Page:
N & E
Napoleon & Empire

Battle of Lodi

Date and place

  • May 10th, 1796 at Lodi Bridge, upon the Adda river, southeast of Milan, Lombardy, Italy.

Involved forces

  • French army (17,500 men) under General Napoleon Bonaparte. 
  • Austrian troops (9,500 men) under General Karl Philipp Sebottendorf. 

Casualties and losses

  • French army: around 1,000 men killed or wounded. 
  • Austrian troops: between 315 (according to austrian sources) and 1,100 (according to french sources) killed or injured. 

Aerial panorama of Lodi battlefiedl

An aerial view from the left bank of the Adda River, at the northeast outlet of the current bridge.

Overall situation

Napoleon Bonaparte, after passing the Po in Piacenza, went up the right bank of the Adda River, one of its tributaries in the north, in search of the flaw in the opposing device that will allow him to cross this new course of water and pursue the enemy.

The Austrian General-general Johann Pierre de Beaulieu-Marconnay, taken aback by a passage that took place 80 kilometers downstream of its forecasts, had just evacuated Milan [Milano] to retreat on Cremona.

Bonaparte initially planned to cross the Adda at Pizzighettone [45.18647, 9.77955]:

The bridge over the Adda River in Pizzighettone
The bridge over the river Adda in Pizzighettone

However, he gave it up, the city being too well defended.

He then tested the forces of the Austrian rearguard around Zorlesco Surroundings of Zorlesco Zorlesco [45.19917, 9.61636].

Then Bonaparte and Louis-Alexandre Berthier managed to find, in Lodi Piazza della Vittoria in Lodi, 31 kilometers southeast of Milan, the weak point they were looking for. A bridge, intact, was connecting the city to the left bank of the Adda [this bridge, destroyed in 1859, was located 50 meters upstream of the current bridge which is located at 45.31915, 9.50862]:

The current bridge of Lodi over the Adda River
The current bridge of Lodi over the river Adda

The bridge, twelve meters wide and almopst two hundred long, had just been used to cross the river by the last Austrian detachments who was still on the right bank of the Adda. It was defended by the Austrian rearguard, commanded by General Karl Philipp Sebottendorf, and if the latter had not yet been given the order to destroy it, it was because the Austrians were far from expecting to undergo so quickly a serious attack from the French.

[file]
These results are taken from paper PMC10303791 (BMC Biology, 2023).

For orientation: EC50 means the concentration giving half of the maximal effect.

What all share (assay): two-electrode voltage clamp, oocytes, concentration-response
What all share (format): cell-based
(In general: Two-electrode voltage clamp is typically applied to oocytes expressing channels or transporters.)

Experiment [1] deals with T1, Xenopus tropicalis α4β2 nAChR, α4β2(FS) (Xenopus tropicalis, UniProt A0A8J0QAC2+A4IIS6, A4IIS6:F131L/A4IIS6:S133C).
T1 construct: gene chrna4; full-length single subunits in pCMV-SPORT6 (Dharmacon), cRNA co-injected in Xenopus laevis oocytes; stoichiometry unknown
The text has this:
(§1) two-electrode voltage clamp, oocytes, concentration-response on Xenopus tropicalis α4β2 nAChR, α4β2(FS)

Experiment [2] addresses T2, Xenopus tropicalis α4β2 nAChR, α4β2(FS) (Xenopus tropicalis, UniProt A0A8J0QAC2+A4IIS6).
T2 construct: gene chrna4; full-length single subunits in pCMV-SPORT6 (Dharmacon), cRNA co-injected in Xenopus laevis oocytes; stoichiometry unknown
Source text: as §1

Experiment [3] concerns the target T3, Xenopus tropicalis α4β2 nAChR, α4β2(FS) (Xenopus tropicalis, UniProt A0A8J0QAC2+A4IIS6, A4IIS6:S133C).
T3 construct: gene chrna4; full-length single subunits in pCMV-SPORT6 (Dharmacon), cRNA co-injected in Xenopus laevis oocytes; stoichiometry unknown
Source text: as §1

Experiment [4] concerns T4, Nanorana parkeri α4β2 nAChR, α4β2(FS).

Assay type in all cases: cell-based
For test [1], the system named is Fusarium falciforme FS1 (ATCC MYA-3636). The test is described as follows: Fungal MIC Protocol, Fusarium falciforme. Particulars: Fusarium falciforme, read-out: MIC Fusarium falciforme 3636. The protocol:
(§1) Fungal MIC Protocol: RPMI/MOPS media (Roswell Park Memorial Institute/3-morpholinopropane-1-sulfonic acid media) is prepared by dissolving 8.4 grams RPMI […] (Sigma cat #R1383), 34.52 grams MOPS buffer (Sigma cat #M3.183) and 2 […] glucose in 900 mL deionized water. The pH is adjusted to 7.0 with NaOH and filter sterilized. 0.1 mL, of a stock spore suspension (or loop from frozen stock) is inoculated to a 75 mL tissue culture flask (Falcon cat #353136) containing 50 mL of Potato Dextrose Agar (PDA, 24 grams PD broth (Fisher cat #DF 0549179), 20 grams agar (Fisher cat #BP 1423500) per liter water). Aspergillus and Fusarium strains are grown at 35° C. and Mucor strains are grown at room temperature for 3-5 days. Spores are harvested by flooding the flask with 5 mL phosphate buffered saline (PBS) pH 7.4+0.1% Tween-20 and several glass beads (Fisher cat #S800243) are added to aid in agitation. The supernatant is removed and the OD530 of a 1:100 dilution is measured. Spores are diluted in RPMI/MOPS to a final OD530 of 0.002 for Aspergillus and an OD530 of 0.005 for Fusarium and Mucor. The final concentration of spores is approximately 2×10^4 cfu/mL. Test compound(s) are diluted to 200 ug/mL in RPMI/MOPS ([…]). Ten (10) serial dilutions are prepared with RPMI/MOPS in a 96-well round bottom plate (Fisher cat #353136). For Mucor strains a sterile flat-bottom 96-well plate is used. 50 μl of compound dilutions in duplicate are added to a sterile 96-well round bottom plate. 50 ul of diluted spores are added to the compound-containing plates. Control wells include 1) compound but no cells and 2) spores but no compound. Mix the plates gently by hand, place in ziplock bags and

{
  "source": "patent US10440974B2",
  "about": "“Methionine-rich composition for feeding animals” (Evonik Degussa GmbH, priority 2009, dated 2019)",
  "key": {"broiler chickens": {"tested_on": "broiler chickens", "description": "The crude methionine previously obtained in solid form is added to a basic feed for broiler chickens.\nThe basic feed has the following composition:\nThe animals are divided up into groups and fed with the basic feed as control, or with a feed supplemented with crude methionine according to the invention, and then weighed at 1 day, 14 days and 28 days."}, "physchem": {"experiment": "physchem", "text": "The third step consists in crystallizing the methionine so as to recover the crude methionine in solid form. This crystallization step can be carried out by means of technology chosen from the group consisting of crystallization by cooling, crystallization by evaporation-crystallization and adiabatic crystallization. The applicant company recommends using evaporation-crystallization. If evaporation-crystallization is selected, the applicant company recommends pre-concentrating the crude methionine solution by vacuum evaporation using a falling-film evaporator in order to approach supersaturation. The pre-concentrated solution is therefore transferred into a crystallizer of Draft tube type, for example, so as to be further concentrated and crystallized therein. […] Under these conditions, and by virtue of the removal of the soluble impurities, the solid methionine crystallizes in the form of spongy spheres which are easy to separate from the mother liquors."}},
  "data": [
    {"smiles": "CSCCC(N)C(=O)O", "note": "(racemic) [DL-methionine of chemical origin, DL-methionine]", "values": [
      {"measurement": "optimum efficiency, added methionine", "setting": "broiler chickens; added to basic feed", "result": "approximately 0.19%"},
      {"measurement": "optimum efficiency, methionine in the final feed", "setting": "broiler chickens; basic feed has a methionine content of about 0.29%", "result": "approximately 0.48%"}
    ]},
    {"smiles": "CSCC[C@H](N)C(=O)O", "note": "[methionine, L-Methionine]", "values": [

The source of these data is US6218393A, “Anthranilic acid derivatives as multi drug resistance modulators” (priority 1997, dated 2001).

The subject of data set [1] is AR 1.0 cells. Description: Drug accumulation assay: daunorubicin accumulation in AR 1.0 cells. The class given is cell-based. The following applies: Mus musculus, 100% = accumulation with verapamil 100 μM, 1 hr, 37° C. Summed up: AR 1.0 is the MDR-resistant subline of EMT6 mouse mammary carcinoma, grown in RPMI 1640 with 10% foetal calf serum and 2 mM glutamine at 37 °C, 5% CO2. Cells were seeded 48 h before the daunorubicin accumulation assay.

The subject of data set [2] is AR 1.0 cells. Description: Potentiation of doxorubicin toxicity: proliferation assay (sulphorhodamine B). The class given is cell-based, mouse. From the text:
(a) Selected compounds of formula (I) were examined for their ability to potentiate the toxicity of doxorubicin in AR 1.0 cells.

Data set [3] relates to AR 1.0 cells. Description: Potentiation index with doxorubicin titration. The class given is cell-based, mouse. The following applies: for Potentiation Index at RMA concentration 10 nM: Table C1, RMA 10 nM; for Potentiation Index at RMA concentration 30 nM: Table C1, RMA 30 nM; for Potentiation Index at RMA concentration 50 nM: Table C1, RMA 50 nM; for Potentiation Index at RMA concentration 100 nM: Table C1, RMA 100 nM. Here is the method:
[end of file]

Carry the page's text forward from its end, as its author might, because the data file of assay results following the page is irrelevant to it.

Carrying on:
But Bonaparte, quite the contrary, believing Beaulieu was present with all his forces behind Lodi, wanted to pass at all costs to prevent him from running away.

The fights

When arriving in front of the bridge, accompanied only by the cavalry of General Marc Antoine Bonnin of Bonninière de Beaumont Marc Antoine Bonnin de La Bonninière de Beaumont and a vanguard of grenadiers commanded by General Claude Dallemagne Claude Dallemagne (the divisions of André Masséna and Charles Augereau were coming but had not yet joined), Bonaparte installed his artillery on the heights which bordered the right bank of the river.

From there, in order to prevent them from approaching the structure and blowing it up, he cannoned for several hours the Austrians, located on the left bank Position of the Austrians on the left bank.

Sebottendorf pulled his troops out of reach from French fire and organized them in two lines:

  1. the first line comprised three battalions, equipped with twenty cannons which were taking the deck of the bridge in a row;
  2. the second one was formed of five other battalions, and was standing further behind, supported by the cavalry.

In total, General Sebottendorf had 9,500 men under his watch. French forces were almost twice as small.

Anticipating the difficulty of the passage, Bonaparte, after examining the enemy position from the top of the campanile of Santa Chiara, sent his cavalry and the light artillery upstream:

The river Adda upstream the Lodi bridge
The river Adda upstream the current bridge of Lodi

Their mission was to seek a ford towards the north, on the side of Montanasso [Montanaso Lombardo] [45.33520, 9.47130]. Bonaparte was hoping to see them come out a few hours later on the right side of the Austrian apparatus. He would then command his infantry to attack the bridge.

Toward the end of the afternoon, while Beaumont still did not show up, the 6,000 men of the Masséna division presented themselves on the battlefield after having walked since six in the morning. Bonaparte decided to play his all-out and to attempt the assault without waiting further.